Publishing MLS data that shows that Redfin got a better deal for buyers than agents at other brokerages sparked a riot yesterday: here, here, here, here, here, here, here, here, here, here and here. We also showed up in Freakonomics (holy cow!).
There has been a healthy discussion about how to interpret the data: whether Redfin agents negotiate better, for example, or its customers tend to seek better deals. We think both factors contribute to our success, and we love the debate.
But attacks on the main finding, that Redfin customers tend to pay less for properties above and beyond the commission refund, have been flat-out wrong:
The date range was arbitrary (see comment #5): the date range we chose was from February 6, 2006 to February 5, 2007; exactly one year from the launch of our home-buying service. If the date range had been January 1, 2006 to December 31, 2006, as critics suggested it should have been, our negotiating advantage would still have been .769%. It seemed less fair, not more fair, to include January 2006 data when Redfin Direct was not available in January 2006, but the overall result still favors Redfin.
Redfin sales increased as the market softened, skewing its advantage (see comment #6): if we analyzed only the last 90 days of the time period studied, the Redfin negotiating advantage would have been 1.10%, as opposed to the .904% we calculated for a full year. Redfin’s negotiating advantage over other brokerages actually increased, not decreased, with deal volume.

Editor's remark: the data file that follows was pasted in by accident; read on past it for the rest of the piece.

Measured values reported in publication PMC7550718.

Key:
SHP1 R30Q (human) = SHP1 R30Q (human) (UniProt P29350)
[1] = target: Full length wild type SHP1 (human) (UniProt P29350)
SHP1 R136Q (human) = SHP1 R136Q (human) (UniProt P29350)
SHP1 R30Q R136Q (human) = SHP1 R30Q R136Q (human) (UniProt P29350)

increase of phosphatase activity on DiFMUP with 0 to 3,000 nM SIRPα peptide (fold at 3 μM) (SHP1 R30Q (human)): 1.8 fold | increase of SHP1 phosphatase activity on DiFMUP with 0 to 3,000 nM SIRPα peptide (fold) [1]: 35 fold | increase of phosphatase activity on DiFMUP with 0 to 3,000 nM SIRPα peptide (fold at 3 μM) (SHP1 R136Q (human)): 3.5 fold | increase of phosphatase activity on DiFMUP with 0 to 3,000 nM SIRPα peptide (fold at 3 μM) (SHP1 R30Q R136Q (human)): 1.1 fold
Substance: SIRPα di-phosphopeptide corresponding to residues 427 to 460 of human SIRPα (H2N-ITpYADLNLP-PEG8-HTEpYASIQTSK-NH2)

The data are not statistically significant: based on a p-value calculated from the MLS data set, the likelihood that Redfin’s advantage is entirely due to a small sample rather than a legitimate difference is less than 3%.
An NWMLS report contradicts the NWMLS data Redfin cites: an NWMLS report states the median final price of King County homes sold in 2006 was 81% of the median listing price of King County homes listed in 2006. No one believes that a typical home sells for 19% below its list price; to verify this, Redfin retrieved from the MLS every record of a house or condominium sale that closed in 2006; of the 37,185 transactions, only 49 (.13%) closed at a discount of 19% or more. If that report were correct, a discount of this size would have been 385 times more prevalent than it actually was. We have called and written the NWMLS, which is verifying its own report; we will notify you when the source data or the methodology becomes available. If this report proves us wrong, we will say so.
The data are impossible to replicate: we published a methodology for replicating the data that several complete NWMLS neophytes were able to follow. Nonetheless, we are now offering to share the data, with addresses and other private information removed, until the NWMLS objects. We already have sent the data to folks from Rain City Guide, Three Oceans Real Estate, Bloodhound Blog and 360 Digest, all of which have been strongly critical of Redfin in the past; if there is an error, one of these bloggers will find it.
Having challenged us, we would ask at this point that our critics report their findings, whether there is an error or not.